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All Things Fashion DC | April 21, 2014

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So You Want to Be a Fashion Entrepreneur: Let’s Talk Money – Part 1

So You Want to Be a Fashion Entrepreneur: Let’s Talk Money – Part 1

Welcome to the third post of “So You Want to Be a Fashion Entrepreneur”- an exclusive blog series for All Things Fashion DC that takes a closer look at the Entrepreneurial Mindset needed to create a successful business.

by ATFDC Guest Contributor Evelyn Bandoh MPA, MST, RFC

It’s important to understand that money is not your first consideration. The first thing that you want to be concerned about is that you have an idea, product, service, innovation etc, that has the potential to solve a problem, make a change and generate revenue now and in the future. You want to think about issues of scale (how can I multiply what I do) and how you will meet demand from clients/customers.

Remember this: Entrepreneurs scale, self-employed people work ® Evelyn Bandoh

After you are clear on what you are trying to do- start identifying how much money you are going to need to do X. This requires you to sit down and complete a start-up budget and a straightforward operating budget.  Some questions to consider:

  • What I do I need/want the money for?
  • How soon do I need the funds?
  • Do I need to money for basic start-up expenses, to expand, or to perhaps fund a program or project?
  • Am I willing to go into debt (loan- financing) or give a way a piece of ownership (equity financing) in order to have access to cash flow?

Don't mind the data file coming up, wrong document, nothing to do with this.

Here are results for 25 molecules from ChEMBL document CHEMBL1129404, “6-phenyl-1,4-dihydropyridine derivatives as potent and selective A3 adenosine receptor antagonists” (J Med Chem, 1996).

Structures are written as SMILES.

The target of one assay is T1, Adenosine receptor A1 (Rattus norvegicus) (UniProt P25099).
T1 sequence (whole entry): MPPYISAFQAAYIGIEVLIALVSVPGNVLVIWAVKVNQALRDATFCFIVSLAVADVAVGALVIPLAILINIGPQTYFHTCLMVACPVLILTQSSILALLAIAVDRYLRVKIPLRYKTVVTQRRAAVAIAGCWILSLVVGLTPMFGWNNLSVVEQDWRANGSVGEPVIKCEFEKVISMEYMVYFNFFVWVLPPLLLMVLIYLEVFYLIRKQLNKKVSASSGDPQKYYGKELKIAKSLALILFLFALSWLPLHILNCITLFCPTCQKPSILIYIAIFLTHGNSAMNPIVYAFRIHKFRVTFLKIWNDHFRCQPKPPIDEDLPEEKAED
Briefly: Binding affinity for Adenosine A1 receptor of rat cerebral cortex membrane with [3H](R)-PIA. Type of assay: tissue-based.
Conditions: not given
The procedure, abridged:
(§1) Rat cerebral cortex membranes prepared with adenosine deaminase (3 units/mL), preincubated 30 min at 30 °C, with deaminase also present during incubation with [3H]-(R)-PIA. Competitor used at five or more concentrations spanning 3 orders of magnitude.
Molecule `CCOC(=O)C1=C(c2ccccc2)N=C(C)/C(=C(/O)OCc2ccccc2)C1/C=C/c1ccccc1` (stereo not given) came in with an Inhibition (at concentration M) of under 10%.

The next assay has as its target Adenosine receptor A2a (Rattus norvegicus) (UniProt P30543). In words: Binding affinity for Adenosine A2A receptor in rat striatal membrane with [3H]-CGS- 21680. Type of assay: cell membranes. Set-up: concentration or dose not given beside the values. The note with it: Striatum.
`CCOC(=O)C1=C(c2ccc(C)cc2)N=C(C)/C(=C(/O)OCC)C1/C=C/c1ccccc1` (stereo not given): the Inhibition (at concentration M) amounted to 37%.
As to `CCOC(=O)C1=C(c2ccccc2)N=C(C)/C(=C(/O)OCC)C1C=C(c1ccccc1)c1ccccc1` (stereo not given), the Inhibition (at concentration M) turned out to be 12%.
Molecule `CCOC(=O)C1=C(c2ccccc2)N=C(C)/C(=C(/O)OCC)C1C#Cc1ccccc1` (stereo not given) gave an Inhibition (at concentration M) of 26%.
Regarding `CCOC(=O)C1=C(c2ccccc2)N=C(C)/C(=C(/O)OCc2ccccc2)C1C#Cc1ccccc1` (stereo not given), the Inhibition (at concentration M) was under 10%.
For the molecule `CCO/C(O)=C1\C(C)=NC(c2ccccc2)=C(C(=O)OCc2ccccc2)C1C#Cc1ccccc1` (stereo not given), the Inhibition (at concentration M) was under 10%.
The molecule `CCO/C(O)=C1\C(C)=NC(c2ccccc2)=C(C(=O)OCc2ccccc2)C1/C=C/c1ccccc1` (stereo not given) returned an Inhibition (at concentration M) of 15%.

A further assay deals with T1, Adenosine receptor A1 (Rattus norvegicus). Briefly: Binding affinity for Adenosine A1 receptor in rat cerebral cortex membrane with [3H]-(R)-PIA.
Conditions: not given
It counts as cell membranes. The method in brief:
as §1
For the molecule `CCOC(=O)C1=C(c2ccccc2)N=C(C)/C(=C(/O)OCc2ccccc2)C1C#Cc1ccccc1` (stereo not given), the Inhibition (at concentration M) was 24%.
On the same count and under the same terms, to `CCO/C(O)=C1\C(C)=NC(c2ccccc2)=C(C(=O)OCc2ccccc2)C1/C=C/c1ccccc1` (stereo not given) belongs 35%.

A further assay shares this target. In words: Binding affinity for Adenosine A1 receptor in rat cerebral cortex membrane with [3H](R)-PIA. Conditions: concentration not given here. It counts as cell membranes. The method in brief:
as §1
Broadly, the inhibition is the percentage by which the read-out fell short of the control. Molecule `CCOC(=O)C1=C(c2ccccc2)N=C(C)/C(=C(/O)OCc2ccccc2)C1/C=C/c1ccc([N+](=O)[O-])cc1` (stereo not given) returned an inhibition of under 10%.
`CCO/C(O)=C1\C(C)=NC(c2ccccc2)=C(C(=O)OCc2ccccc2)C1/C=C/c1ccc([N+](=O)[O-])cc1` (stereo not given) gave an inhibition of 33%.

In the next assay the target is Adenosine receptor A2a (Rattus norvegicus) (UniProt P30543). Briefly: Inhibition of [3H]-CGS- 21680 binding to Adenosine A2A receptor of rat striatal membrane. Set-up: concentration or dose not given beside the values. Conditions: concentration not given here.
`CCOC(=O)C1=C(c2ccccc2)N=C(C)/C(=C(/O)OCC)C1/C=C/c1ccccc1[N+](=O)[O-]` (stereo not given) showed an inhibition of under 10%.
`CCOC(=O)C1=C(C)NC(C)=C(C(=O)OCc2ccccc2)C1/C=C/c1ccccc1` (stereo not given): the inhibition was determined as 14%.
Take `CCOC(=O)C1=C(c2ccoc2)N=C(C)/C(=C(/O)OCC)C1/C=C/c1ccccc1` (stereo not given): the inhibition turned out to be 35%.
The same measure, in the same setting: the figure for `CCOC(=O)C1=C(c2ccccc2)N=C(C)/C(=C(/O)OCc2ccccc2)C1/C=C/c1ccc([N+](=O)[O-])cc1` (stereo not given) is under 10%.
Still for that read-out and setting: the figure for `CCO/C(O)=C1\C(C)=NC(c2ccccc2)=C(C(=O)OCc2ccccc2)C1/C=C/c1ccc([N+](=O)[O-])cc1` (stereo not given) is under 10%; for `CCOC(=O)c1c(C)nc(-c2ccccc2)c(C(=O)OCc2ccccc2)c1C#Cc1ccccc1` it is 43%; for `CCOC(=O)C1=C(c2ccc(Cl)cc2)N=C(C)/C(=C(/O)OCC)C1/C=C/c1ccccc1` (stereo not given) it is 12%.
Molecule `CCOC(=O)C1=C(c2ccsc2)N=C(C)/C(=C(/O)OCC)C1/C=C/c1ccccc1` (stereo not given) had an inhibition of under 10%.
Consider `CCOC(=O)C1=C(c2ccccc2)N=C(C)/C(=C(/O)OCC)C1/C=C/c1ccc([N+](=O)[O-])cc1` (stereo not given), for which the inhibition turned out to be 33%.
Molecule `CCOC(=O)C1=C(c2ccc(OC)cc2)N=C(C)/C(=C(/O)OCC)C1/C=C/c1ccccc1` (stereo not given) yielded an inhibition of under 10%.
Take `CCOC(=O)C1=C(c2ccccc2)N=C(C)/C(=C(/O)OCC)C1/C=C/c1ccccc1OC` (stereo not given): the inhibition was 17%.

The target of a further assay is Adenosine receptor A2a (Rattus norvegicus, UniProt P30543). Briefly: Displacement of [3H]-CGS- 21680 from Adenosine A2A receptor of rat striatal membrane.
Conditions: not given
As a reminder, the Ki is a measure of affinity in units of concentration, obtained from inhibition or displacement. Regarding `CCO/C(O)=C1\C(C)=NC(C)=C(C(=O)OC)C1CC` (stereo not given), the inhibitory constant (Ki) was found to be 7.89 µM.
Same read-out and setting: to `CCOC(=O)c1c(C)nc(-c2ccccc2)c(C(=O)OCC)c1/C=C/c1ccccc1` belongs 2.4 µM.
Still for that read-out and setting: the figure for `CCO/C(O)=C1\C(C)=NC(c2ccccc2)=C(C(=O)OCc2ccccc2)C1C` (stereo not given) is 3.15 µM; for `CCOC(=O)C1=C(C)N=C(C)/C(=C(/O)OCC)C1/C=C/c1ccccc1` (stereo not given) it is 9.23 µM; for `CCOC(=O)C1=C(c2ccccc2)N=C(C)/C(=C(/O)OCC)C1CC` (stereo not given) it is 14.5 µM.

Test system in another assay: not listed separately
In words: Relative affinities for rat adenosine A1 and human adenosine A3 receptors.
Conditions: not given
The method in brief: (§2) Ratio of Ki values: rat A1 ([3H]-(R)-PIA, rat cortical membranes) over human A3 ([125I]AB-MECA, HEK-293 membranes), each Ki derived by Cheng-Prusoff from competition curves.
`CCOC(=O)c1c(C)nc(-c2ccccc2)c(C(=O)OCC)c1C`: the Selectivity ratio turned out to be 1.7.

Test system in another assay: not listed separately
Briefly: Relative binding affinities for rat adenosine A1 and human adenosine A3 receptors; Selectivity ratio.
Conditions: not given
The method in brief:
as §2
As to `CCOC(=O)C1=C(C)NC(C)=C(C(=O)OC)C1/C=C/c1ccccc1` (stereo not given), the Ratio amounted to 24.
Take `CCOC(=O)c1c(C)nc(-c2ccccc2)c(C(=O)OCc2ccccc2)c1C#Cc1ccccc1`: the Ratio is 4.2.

• Can I bootstrap my startup?
  • If in business, have I exhausted my ability to bootstrap the growth of my business?
  • Is my business a good candidate for financing/investment?

 

It’s also important to understand the sources of where your funding may come from:

  • Self (that would be you),
  • Bootstrapping (investing profit back into the business),
  • Equity (friends, family, fools and venture capital),
  • Debt (loans, credit), and
  • Grant Proceeds (business plan competitions, specific industry grants)*
  • Tangible resources and social capital (sharing space, bartering goods and services etc).

 

The type of business you start (or are operating) will determine how much money you need and where you might get it from.  Retail businesses are “capital intensive” because they can require a significant amount of money to launch (especially when it comes to leasing and renovating a physical location and securing inventory) and need a significant amount of cash flow to stay operational.  Service based businesses often have minimal startup costs and are easier to bootstrap. BUT beware, if you are service provider- you too have to be mindful of cash flow (sometimes clients may not pay for 30,60, 90 days)- and often times when you are on a client engagement- you might have to foot the bill for your expenses and wait to get reimbursed. If you don’t have enough cash on hand- your business may be dead in the water.  If you want to avoid debt, cash flow is something that you will have to take into consideration and plan accordingly.

 

In terms of finding money:

  • A lot of money will come from you. This is called bootstrapping- where you take any of your profits and reinvest that into the growth of your business. You will also take your own money and invest it into the business. Your own money may be cash or personal credit (see below).  This is one reason why many people keep their day jobs while growing their business. There are these annoying little things called food and shelter that are very necessary to the human existence.